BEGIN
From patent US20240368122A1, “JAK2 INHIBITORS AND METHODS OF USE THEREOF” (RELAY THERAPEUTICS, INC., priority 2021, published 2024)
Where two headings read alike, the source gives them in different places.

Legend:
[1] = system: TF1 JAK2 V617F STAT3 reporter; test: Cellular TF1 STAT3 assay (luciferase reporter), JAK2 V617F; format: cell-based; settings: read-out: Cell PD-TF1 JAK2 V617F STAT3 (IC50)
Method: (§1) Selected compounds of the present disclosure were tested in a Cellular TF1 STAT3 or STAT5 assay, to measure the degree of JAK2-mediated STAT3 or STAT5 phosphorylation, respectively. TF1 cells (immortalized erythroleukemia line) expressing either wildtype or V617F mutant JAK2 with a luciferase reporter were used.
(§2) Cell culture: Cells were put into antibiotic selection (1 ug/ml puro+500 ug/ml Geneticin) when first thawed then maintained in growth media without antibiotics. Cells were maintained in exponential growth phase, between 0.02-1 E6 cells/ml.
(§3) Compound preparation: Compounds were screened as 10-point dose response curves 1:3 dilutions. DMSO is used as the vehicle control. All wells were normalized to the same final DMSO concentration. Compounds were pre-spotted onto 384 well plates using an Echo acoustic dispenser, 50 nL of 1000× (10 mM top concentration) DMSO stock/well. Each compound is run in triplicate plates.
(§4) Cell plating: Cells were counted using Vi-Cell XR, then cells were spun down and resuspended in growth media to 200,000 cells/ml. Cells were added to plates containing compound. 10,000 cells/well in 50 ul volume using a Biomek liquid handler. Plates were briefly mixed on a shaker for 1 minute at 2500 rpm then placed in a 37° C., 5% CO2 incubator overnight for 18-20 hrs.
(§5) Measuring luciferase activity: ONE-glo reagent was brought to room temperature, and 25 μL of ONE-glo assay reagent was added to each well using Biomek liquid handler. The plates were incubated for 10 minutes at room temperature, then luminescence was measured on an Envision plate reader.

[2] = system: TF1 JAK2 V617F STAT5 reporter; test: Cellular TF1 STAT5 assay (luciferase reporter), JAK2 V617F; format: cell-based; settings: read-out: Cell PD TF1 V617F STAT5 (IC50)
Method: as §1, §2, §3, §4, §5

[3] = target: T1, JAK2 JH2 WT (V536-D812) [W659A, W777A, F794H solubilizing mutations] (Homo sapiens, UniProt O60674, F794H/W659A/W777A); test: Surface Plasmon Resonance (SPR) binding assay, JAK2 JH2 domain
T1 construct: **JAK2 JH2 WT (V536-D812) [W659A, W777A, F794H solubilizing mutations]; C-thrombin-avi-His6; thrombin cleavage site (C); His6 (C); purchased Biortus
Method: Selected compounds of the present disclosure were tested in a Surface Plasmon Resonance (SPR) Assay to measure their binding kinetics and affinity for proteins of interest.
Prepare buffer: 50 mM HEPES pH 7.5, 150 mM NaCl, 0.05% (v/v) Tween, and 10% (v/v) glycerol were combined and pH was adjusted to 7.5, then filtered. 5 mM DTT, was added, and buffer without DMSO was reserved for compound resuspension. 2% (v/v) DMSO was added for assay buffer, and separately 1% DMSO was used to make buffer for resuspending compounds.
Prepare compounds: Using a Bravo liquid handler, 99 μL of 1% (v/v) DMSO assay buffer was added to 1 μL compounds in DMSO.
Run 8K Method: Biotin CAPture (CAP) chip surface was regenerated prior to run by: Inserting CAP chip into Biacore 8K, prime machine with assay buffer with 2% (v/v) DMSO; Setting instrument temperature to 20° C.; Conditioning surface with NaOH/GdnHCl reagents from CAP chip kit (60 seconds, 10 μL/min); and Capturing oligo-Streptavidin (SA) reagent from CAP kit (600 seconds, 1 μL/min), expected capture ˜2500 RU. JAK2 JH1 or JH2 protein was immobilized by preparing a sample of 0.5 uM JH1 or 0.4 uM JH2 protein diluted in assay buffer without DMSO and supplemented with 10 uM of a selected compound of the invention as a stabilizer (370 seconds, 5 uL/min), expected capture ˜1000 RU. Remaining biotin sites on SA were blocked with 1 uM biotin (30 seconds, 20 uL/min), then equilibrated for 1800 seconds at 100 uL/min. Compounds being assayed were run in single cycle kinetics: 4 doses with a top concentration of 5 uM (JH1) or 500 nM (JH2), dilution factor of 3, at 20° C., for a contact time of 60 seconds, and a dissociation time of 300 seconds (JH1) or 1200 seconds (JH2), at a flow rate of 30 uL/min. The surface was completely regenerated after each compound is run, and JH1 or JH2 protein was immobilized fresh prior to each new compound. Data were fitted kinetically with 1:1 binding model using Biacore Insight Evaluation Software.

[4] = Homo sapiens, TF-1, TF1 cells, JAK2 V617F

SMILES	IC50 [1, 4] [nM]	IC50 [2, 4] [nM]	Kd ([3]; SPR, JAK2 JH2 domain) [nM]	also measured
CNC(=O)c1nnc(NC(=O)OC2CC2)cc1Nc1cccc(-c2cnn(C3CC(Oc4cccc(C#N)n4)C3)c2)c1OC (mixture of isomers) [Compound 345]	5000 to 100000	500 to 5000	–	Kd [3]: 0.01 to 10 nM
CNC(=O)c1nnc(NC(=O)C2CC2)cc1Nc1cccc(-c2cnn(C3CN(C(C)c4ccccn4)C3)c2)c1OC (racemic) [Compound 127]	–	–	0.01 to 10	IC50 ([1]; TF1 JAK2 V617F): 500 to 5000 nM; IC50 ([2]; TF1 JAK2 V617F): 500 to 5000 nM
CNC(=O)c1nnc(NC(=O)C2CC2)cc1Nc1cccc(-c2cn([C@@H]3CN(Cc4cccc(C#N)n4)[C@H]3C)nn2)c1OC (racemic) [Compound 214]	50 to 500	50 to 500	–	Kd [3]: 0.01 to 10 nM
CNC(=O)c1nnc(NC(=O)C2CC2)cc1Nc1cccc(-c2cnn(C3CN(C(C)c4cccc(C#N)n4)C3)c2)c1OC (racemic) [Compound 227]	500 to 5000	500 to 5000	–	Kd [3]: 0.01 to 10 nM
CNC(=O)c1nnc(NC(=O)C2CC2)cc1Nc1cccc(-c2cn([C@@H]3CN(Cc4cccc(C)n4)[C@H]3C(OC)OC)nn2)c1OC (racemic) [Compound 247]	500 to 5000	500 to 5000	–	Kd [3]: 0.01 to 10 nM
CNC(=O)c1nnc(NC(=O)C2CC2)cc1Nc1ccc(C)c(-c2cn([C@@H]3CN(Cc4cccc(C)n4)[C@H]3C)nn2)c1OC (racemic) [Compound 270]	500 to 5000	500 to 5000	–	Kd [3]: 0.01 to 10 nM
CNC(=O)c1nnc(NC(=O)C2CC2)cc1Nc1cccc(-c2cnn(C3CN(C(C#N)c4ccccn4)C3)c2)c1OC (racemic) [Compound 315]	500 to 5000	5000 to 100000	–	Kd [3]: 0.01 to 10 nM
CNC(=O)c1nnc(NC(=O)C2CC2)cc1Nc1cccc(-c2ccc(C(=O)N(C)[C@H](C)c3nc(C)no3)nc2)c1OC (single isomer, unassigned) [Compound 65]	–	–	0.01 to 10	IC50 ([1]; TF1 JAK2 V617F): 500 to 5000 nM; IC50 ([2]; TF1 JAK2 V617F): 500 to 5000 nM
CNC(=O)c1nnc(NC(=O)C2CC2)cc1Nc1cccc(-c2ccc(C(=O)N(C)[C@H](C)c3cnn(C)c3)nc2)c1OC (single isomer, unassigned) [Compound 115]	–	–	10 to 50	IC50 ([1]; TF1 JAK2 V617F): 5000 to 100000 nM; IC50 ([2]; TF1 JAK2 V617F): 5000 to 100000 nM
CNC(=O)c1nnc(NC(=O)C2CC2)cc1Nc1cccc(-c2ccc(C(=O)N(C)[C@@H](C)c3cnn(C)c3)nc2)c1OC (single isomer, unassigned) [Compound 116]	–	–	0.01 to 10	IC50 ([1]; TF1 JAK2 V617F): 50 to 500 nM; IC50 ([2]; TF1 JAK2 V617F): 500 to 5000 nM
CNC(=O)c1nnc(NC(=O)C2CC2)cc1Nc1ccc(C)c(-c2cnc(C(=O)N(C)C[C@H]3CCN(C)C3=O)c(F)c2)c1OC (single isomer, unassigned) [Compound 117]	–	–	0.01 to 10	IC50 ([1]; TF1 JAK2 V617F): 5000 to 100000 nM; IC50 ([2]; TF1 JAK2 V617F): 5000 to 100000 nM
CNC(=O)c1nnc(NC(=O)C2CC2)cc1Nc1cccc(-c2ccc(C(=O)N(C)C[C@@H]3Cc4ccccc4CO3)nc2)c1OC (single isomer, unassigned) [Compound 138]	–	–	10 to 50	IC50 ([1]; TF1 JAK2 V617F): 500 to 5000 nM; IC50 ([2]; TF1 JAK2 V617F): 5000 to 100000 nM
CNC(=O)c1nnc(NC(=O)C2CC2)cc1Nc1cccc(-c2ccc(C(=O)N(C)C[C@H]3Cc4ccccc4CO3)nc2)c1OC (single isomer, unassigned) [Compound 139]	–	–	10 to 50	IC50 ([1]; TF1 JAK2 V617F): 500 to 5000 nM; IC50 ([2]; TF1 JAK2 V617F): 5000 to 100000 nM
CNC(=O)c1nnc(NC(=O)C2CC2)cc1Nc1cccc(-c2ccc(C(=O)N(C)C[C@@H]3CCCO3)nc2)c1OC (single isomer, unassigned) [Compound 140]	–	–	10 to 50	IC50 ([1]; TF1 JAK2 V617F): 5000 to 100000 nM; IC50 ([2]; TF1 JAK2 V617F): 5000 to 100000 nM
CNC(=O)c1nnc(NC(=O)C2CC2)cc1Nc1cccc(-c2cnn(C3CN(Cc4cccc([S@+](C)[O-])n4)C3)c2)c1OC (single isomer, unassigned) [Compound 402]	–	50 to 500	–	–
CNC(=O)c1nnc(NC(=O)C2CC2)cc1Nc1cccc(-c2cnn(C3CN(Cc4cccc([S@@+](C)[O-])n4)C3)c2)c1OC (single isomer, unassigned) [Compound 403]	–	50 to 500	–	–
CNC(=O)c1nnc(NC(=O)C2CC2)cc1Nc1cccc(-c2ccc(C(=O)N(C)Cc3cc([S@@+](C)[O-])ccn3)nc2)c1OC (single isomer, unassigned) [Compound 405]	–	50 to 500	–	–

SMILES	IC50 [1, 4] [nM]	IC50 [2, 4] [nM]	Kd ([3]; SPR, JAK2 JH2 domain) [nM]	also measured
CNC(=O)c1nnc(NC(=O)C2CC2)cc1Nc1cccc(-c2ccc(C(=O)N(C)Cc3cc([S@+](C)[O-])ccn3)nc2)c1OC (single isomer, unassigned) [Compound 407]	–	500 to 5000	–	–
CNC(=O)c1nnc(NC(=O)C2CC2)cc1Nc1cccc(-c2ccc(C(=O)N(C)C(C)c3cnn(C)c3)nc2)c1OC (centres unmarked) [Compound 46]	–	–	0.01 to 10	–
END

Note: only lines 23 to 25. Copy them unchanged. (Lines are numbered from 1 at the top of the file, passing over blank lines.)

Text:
CNC(=O)c1nnc(NC(=O)C2CC2)cc1Nc1cccc(-c2cnn(C3CN(C(C)c4cccc(C#N)n4)C3)c2)c1OC (racemic) [Compound 227]	500 to 5000	500 to 5000	–	Kd [3]: 0.01 to 10 nM
CNC(=O)c1nnc(NC(=O)C2CC2)cc1Nc1cccc(-c2cn([C@@H]3CN(Cc4cccc(C)n4)[C@H]3C(OC)OC)nn2)c1OC (racemic) [Compound 247]	500 to 5000	500 to 5000	–	Kd [3]: 0.01 to 10 nM
CNC(=O)c1nnc(NC(=O)C2CC2)cc1Nc1ccc(C)c(-c2cn([C@@H]3CN(Cc4cccc(C)n4)[C@H]3C)nn2)c1OC (racemic) [Compound 270]	500 to 5000	500 to 5000	–	Kd [3]: 0.01 to 10 nM